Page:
The Georgia Annual Registration is a filing you must submit each year. This annual report is where you confirm and update information regarding the names and addresses of officers, your principal address, business email address, and registered agent’s name and address.
How much are the Georgia Initial and Annual Registrations?
Both reports must be submitted with a $50 fee.
When is the Georgia Annual Registration due?
The filing is due by April 1st, but can be submitted as early as January.
These filings can be easy to forget—which is why we send our clients automatic reminders. Or better yet, let us file for you. With our business renewal service, we can complete and submit your Georgia annual registration for you for $100 plus the state fee.
What should I know about Georgia corporate taxes?
Georgia corporations have two more major taxes to contend with: a corporate net income tax and a net worth tax. The corporate income tax rate is a flat 5.75%. Note that S corps with nonresident shareholders can potentially get hit with the corporate income tax as well. S corps have to file form 600-CA on behalf of each nonresident shareholder. If these aren’t filed, the state will not recognize the S-corp election and will tax the business as a regular C-corp.
There is also a net worth tax, which affects businesses taxed as both C and S corporations. If you have more than $100K in capital stock, paid-in surplus and earned surplus, you’ll have to pay this tax, which starts at $125 and tops out at $5K. After incorporating in Georgia, corporations must file an initial return for the state’s net worth tax by the 15th day of the fourth month following incorporation. Even if no tax is owed, an initial filing is still required.
The Georgia sales tax is 4%. City, county and specialty sales taxes can be tacked on as well, making the average total sales tax 7.104%%.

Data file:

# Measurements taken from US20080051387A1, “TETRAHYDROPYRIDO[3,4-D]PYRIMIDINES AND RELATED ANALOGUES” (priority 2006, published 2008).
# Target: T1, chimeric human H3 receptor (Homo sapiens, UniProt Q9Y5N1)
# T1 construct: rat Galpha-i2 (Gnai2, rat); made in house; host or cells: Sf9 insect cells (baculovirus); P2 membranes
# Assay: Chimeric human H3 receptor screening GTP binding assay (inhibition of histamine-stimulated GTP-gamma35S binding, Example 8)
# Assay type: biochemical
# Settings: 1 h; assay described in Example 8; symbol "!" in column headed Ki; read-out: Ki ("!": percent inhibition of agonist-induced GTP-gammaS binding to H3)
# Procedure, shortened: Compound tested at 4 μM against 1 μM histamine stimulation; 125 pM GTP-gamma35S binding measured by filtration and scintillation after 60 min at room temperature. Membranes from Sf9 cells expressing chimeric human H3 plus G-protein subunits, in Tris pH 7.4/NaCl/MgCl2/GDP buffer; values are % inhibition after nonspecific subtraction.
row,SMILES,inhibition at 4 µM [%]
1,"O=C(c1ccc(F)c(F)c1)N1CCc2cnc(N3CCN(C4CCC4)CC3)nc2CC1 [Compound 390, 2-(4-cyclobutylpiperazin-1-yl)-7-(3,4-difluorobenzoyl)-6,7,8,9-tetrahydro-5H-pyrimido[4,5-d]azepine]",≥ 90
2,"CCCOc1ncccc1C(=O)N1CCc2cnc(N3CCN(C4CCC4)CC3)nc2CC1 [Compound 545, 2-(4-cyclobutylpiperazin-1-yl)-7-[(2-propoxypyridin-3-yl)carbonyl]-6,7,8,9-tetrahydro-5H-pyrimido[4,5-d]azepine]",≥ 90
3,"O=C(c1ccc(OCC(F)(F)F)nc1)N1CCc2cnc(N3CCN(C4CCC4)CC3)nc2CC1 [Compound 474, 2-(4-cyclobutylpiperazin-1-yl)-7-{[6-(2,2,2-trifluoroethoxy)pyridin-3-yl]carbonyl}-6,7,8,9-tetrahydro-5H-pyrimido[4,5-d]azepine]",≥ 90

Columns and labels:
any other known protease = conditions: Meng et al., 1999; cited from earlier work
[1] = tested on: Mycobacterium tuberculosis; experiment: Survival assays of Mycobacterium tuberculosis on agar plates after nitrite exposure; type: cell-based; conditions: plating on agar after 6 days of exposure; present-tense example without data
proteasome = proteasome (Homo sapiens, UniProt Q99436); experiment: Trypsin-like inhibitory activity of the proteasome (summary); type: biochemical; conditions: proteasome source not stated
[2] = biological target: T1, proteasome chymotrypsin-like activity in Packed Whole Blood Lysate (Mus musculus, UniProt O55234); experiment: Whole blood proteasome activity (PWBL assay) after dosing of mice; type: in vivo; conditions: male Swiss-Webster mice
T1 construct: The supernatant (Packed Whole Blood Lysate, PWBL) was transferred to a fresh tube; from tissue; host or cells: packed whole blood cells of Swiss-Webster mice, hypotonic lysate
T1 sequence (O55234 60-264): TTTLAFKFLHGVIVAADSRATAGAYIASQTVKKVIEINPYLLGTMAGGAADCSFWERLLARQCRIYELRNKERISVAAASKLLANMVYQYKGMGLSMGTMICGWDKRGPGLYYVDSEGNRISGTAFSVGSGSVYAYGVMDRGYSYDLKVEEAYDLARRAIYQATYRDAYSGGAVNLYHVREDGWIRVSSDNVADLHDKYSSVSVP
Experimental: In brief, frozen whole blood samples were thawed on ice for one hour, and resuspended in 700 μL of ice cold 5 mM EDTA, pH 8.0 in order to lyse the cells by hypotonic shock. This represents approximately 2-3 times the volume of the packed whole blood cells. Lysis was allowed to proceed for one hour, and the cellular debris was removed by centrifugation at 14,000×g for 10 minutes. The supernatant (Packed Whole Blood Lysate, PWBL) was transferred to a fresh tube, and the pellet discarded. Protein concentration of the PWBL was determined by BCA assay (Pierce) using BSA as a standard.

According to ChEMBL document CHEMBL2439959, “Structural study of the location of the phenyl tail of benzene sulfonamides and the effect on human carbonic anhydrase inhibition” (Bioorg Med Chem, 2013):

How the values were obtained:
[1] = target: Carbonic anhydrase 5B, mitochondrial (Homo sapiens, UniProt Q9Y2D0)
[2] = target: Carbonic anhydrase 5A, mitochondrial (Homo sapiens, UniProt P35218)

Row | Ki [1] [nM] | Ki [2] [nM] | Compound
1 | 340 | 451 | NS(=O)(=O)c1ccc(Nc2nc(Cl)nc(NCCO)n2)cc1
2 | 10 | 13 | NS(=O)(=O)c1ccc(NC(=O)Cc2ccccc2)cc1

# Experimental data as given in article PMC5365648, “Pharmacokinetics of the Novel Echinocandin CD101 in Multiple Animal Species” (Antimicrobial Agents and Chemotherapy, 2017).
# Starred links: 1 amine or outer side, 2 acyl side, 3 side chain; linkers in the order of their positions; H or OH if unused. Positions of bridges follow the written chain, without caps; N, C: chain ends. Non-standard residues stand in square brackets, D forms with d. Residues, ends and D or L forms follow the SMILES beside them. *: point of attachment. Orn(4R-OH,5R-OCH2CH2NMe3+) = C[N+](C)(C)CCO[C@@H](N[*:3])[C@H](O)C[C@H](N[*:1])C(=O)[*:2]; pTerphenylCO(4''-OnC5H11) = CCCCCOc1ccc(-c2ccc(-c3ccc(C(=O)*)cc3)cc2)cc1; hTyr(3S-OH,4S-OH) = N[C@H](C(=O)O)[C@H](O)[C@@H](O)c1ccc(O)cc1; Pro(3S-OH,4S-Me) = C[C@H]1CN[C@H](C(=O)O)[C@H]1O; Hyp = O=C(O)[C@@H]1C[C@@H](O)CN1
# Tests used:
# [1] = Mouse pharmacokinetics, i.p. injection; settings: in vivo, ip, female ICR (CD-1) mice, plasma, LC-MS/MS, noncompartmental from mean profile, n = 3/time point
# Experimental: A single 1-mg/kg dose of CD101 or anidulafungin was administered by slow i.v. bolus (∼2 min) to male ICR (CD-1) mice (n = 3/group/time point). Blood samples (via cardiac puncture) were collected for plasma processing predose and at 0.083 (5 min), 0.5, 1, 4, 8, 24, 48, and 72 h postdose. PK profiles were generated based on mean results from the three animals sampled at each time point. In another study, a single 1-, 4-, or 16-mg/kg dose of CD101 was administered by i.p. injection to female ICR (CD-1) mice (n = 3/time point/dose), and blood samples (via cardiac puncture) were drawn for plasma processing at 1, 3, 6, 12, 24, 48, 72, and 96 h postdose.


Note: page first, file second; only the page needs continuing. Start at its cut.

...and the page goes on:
Do corporations have to register with the Georgia Department Of Revenue?
Yes, if you conduct business in Georgia, you’re required to register with the Georgia Department of Revenue. You can register via the Georgia Tax Center. You’ll need your EIN before you can register.
Georgia Corporation FAQs
How can I submit the Georgia Articles of Incorporation?
You can file Georgia articles online, by mail or in person. Mailed or walk-in filings must be submitted to the following address:
Office of Secretary of State
2 Martin Luther King Jr. Dr. SE
Suite 313 West Tower
Atlanta, GA 30334
Please note that the Corporations Division is currently closed to walk-in business due to COVID-19 restrictions.
How much does it cost to start a Georgia corporation?
At least $100. The base filing fee is $100 to file online, but filing with a paper form by mail or in person adds an extra $10 service charge.
Hire us for a one-time fee of $375, including the state filing fees, a year of registered agent service, a business address and more.
How long does it take to start a Georgia corporation?
Georgia generally takes 5-7 business days for online processing but may take two weeks or more. Paper filings can take 15 business days to process.
Does a Georgia corporation need a business license?